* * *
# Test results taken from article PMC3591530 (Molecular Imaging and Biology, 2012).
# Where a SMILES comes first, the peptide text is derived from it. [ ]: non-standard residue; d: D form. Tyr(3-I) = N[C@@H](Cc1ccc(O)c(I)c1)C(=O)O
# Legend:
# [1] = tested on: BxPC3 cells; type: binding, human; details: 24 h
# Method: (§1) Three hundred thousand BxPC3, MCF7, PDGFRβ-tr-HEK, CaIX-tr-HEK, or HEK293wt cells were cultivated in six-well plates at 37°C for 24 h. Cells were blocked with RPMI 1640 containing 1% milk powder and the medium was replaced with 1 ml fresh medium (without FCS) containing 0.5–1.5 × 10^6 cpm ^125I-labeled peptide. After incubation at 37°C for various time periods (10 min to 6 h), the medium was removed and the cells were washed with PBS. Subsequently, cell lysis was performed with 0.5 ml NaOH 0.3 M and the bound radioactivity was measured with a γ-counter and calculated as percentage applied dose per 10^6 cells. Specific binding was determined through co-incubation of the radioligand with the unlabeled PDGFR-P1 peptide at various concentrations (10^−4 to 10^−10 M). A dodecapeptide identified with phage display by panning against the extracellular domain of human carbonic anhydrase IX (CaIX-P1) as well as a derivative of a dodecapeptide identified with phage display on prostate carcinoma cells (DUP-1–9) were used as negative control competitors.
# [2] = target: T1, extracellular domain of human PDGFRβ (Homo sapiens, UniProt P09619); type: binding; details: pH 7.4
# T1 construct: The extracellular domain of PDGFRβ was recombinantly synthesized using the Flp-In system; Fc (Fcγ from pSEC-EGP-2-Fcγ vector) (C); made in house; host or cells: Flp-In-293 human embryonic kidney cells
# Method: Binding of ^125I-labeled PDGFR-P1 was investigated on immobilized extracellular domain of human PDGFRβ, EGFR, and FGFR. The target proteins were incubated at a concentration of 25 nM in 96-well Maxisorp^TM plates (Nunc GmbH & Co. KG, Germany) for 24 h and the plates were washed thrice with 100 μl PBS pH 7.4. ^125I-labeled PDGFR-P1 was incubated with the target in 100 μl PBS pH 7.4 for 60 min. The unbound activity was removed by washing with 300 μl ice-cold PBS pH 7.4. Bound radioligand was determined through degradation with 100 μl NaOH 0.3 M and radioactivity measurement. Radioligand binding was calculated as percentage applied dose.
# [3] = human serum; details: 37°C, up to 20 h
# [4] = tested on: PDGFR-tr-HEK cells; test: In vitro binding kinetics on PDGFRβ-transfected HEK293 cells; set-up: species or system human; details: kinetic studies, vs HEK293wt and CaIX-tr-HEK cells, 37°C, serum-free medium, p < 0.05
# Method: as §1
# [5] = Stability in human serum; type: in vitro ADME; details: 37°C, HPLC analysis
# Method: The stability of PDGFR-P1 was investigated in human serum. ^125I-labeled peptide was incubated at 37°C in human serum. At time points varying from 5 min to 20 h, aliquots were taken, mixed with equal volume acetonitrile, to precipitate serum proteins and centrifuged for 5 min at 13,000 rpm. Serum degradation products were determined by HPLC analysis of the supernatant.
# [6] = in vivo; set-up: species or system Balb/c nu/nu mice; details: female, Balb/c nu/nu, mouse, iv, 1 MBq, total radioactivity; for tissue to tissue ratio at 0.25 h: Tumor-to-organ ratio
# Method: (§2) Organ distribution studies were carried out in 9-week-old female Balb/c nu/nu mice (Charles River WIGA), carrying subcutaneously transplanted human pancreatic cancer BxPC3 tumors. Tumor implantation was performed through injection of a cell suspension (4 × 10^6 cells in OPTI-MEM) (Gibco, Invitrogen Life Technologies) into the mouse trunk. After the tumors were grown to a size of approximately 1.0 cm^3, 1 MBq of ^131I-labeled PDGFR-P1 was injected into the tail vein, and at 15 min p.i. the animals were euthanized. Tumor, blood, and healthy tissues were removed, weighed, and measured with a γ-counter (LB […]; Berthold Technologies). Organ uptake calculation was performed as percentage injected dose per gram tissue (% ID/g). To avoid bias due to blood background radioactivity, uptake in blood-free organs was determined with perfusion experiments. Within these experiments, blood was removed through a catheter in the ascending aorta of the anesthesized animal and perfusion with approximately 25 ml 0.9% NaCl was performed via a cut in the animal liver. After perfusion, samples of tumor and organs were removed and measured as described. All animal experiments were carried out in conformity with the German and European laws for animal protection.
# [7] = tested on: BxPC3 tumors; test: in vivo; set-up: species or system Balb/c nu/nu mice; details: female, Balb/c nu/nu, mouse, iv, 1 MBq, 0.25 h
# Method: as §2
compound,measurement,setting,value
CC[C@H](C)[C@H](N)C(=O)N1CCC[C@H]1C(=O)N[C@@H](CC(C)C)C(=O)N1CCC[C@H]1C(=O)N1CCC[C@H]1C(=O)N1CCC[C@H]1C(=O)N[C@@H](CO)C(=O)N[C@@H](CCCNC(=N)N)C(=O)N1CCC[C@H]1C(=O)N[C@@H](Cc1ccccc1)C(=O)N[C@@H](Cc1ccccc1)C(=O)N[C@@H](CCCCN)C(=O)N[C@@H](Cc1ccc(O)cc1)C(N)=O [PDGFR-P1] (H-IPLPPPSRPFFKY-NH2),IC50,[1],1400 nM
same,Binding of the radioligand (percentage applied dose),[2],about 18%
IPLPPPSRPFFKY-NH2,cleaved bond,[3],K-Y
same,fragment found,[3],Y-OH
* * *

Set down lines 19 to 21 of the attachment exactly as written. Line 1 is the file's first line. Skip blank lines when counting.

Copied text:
CC[C@H](C)[C@H](N)C(=O)N1CCC[C@H]1C(=O)N[C@@H](CC(C)C)C(=O)N1CCC[C@H]1C(=O)N1CCC[C@H]1C(=O)N1CCC[C@H]1C(=O)N[C@@H](CO)C(=O)N[C@@H](CCCNC(=N)N)C(=O)N1CCC[C@H]1C(=O)N[C@@H](Cc1ccccc1)C(=O)N[C@@H](Cc1ccccc1)C(=O)N[C@@H](CCCCN)C(=O)N[C@@H](Cc1ccc(O)cc1)C(N)=O [PDGFR-P1] (H-IPLPPPSRPFFKY-NH2),IC50,[1],1400 nM
same,Binding of the radioligand (percentage applied dose),[2],about 18%
IPLPPPSRPFFKY-NH2,cleaved bond,[3],K-Y